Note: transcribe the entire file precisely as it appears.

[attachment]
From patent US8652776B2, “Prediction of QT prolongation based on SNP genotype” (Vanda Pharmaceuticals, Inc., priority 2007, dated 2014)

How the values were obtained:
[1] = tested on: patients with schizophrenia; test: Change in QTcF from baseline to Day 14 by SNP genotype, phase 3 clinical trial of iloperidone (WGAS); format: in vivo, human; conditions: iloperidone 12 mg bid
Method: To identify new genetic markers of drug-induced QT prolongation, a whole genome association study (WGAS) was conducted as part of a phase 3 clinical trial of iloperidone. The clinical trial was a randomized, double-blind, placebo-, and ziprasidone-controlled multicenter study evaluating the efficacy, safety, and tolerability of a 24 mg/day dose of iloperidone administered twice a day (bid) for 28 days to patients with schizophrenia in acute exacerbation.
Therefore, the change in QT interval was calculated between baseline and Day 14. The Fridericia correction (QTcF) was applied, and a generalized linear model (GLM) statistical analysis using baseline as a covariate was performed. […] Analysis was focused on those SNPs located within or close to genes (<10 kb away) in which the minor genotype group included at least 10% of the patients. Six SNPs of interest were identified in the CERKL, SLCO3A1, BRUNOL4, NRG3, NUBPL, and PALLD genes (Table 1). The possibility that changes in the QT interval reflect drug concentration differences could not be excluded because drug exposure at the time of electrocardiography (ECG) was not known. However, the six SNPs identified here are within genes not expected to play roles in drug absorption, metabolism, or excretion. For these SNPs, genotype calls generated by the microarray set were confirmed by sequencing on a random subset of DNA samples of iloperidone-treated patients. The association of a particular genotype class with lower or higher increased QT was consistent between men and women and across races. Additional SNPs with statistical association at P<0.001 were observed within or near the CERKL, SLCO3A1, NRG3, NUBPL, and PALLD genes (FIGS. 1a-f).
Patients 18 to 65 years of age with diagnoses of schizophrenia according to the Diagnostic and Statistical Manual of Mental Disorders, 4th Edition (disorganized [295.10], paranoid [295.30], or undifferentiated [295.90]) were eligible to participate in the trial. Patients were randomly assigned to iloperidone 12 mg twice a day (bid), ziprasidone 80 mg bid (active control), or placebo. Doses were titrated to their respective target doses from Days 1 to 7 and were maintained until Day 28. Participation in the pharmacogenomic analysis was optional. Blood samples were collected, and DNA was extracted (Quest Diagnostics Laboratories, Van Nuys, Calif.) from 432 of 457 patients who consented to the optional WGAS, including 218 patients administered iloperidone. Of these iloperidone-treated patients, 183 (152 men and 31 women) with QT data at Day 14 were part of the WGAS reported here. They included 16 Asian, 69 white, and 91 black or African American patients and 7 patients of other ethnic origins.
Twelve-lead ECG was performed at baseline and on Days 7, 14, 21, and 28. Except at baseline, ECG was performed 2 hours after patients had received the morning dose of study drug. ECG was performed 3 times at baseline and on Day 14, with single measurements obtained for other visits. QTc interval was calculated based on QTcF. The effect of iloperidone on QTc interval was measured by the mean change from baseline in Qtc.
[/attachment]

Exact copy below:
From patent US8652776B2, “Prediction of QT prolongation based on SNP genotype” (Vanda Pharmaceuticals, Inc., priority 2007, dated 2014)

How the values were obtained:
[1] = tested on: patients with schizophrenia; test: Change in QTcF from baseline to Day 14 by SNP genotype, phase 3 clinical trial of iloperidone (WGAS); format: in vivo, human; conditions: iloperidone 12 mg bid
Method: To identify new genetic markers of drug-induced QT prolongation, a whole genome association study (WGAS) was conducted as part of a phase 3 clinical trial of iloperidone. The clinical trial was a randomized, double-blind, placebo-, and ziprasidone-controlled multicenter study evaluating the efficacy, safety, and tolerability of a 24 mg/day dose of iloperidone administered twice a day (bid) for 28 days to patients with schizophrenia in acute exacerbation.
Therefore, the change in QT interval was calculated between baseline and Day 14. The Fridericia correction (QTcF) was applied, and a generalized linear model (GLM) statistical analysis using baseline as a covariate was performed. […] Analysis was focused on those SNPs located within or close to genes (<10 kb away) in which the minor genotype group included at least 10% of the patients. Six SNPs of interest were identified in the CERKL, SLCO3A1, BRUNOL4, NRG3, NUBPL, and PALLD genes (Table 1). The possibility that changes in the QT interval reflect drug concentration differences could not be excluded because drug exposure at the time of electrocardiography (ECG) was not known. However, the six SNPs identified here are within genes not expected to play roles in drug absorption, metabolism, or excretion. For these SNPs, genotype calls generated by the microarray set were confirmed by sequencing on a random subset of DNA samples of iloperidone-treated patients. The association of a particular genotype class with lower or higher increased QT was consistent between men and women and across races. Additional SNPs with statistical association at P<0.001 were observed within or near the CERKL, SLCO3A1, NRG3, NUBPL, and PALLD genes (FIGS. 1a-f).
Patients 18 to 65 years of age with diagnoses of schizophrenia according to the Diagnostic and Statistical Manual of Mental Disorders, 4th Edition (disorganized [295.10], paranoid [295.30], or undifferentiated [295.90]) were eligible to participate in the trial. Patients were randomly assigned to iloperidone 12 mg twice a day (bid), ziprasidone 80 mg bid (active control), or placebo. Doses were titrated to their respective target doses from Days 1 to 7 and were maintained until Day 28. Participation in the pharmacogenomic analysis was optional. Blood samples were collected, and DNA was extracted (Quest Diagnostics Laboratories, Van Nuys, Calif.) from 432 of 457 patients who consented to the optional WGAS, including 218 patients administered iloperidone. Of these iloperidone-treated patients, 183 (152 men and 31 women) with QT data at Day 14 were part of the WGAS reported here. They included 16 Asian, 69 white, and 91 black or African American patients and 7 patients of other ethnic origins.
Twelve-lead ECG was performed at baseline and on Days 7, 14, 21, and 28. Except at baseline, ECG was performed 2 hours after patients had received the morning dose of study drug. ECG was performed 3 times at baseline and on Day 14, with single measurements obtained for other visits. QTc interval was calculated based on QTcF. The effect of iloperidone on QTc interval was measured by the mean change from baseline in Qtc.